Folks have been wondering what we’ve been up to now that our cross country bicycle trip is complete. If you have followed our journey, you know that we completed it in San Diego.
We have not left sunny Southern California and are enjoying all it has to offer. We had been renting a place with Virgil and Susan in Serra Mesa, and decided to head a bit further east and are currently renting a place near Lake Murray.
We are sharing a large home with the owners; Steve and Jayna. They are two of the most genuine and nice people we have met. If Dakota goes to college out here, their place will be option number 1. They are both hard working, go-getters.
Enough about everyone else. Let’s talk about us.
Dakota and I are taking hang gliding lessons. We are 5 lessons in and are ready to launch from higher elevations. You have to walk before you can run, and so we have. Our lessons consist of running down a training hill repeatedly. We have run down the hill over 100 times. To clarify, we are running down the hill with a hang glider. At the bottom we attempt to do a proper ‘flare’. A flare is how you slow the hang glider down to safely land.
We are ready to self-launch from a location that has launch points of 20, 50, and 100+ feet. We will probably go on one tandem flight with our instructor first. Speaking of our instructor, his name is John Heiney. He has been in the Guinness Book for consecutive loops (52). He has been flying for over 30 years and still does to this day. That was a prerequisite I had in choosing an instructor; not that he was still flying, but that he was alive. Some aren’t you know.
Luke, Dakota and I take Parkour classes on Monday nights. We will have some videos to share with you soon. We are working on doing a back tuck along with other nifty tricks. Luke loves it.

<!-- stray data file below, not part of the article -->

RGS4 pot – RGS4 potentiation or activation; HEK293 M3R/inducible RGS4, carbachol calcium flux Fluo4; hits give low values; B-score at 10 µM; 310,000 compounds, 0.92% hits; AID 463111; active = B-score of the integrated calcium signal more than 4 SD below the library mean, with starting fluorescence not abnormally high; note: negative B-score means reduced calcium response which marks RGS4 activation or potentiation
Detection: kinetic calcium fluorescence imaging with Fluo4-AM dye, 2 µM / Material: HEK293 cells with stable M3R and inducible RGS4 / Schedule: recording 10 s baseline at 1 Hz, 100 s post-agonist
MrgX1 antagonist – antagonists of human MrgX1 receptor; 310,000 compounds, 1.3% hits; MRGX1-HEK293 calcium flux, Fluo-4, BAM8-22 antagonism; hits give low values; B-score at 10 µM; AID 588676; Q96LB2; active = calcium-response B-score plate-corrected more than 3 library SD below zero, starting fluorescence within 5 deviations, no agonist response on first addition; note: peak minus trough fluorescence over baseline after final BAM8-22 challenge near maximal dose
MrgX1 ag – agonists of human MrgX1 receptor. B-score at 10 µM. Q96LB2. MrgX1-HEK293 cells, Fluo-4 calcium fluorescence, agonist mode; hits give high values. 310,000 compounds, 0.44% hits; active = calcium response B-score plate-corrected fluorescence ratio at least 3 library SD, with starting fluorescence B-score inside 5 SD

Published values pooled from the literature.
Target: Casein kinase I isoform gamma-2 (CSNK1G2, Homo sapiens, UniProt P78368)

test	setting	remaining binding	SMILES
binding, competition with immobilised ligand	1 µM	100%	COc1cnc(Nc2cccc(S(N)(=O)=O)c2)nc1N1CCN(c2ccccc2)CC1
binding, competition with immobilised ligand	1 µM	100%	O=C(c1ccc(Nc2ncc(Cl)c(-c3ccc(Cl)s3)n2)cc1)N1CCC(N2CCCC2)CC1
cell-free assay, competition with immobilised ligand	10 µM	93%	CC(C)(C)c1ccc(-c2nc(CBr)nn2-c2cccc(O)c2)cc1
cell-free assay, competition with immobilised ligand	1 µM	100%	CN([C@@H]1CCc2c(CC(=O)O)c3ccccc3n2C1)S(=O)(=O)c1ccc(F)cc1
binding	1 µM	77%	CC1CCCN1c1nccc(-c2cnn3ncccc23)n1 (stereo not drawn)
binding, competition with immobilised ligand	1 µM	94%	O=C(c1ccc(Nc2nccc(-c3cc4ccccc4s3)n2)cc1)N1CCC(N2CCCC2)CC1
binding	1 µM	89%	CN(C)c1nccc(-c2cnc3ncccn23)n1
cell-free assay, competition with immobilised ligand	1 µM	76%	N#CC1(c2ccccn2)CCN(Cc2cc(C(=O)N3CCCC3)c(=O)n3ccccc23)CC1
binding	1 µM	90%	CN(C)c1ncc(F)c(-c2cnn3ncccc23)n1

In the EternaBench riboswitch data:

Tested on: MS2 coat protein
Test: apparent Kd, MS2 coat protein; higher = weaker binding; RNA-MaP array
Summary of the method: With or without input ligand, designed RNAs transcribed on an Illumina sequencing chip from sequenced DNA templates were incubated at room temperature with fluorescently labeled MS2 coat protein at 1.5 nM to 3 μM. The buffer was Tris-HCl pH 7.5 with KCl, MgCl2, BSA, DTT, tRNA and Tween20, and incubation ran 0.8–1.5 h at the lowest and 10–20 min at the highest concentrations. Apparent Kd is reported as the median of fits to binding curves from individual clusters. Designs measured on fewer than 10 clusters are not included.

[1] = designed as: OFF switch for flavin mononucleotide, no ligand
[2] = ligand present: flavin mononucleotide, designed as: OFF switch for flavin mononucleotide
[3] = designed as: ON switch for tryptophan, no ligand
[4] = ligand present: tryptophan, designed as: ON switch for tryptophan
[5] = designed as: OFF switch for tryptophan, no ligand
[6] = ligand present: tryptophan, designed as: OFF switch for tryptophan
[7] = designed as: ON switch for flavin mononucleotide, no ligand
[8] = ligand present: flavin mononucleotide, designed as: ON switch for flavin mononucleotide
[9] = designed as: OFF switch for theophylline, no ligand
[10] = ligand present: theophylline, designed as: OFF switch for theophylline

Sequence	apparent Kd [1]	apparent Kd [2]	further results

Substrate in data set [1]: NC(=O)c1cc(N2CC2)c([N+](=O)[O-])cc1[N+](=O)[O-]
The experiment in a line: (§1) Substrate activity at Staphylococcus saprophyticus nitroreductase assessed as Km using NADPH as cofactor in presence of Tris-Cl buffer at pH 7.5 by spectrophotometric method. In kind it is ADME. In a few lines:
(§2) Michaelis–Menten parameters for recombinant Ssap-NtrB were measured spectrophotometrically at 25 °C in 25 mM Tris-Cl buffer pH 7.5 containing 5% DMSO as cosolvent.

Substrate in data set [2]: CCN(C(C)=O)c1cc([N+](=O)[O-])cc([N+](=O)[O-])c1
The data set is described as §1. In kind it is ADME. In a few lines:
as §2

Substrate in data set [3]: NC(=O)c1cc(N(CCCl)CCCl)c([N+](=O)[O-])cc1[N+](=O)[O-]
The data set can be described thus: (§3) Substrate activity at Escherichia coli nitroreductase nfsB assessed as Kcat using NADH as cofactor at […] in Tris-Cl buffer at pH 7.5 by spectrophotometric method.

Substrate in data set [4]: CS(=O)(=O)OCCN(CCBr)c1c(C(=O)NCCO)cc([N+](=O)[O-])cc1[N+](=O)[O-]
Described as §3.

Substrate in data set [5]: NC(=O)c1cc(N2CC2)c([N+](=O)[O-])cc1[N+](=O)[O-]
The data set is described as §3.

Dakota and I boogie board in the Pacific at least twice a week while Luke and Gail are building epic castles in the sand.
You can check out our most recent boogie board video here (coming soon). It wasn’t long after bringing the GoPro in to shore and going back out that I got a special treat.
As Dakota and I were going further out for the bigger waves, I felt shuffling beneath my foot followed by a sting. At first I thought I had been clawed by a crab, then, the thought occurred to me that it was a stingray.
No worries, there were still waves to catch.
After catching a couple of more waves, the cold won over and we headed in. The pain in my foot was now spreading. Getting to the shore, we could see why. I had definitely been stung by a stingray through my foot. It entered the bottom of my foot and exited at the side.
Stingray stings are caused by the sharp barb that
transmits a protein-based venom. This venom causes extreme pain that will spike and decrease over the next several hours, and often leave cuts and abrasions at the sting site. The pain is most extreme during the first 30-90 minutes after the sting, spiking on and off during this time as well. It is common for a sting to bleed a good bit and swell.
My wonderful wife insisted I wouldn’t walk to the car and that she would drive me to the Life Guard Station. After arriving, Jonathon got my foot in some hot water. He was kind even though we were keeping him over his shift. I soaked my foot in very hot water for about 25 minutes until the pain subsided quite a bit.
The pain was probably about a 7 out of 10. I’ve had worse, but I’m in no hurry to repeat the process.
Dakota and I are planning on climbing on surfboards soon.
The four of us also hiked up Cowles Mountain (wikipedia.org/wiki/Cowles_Mountain). Luke was wearing the GoPro. He was a trooper because he was just getting over his cold and still had a cough. Nice hike, over 1,500 feet.
That’s it for now.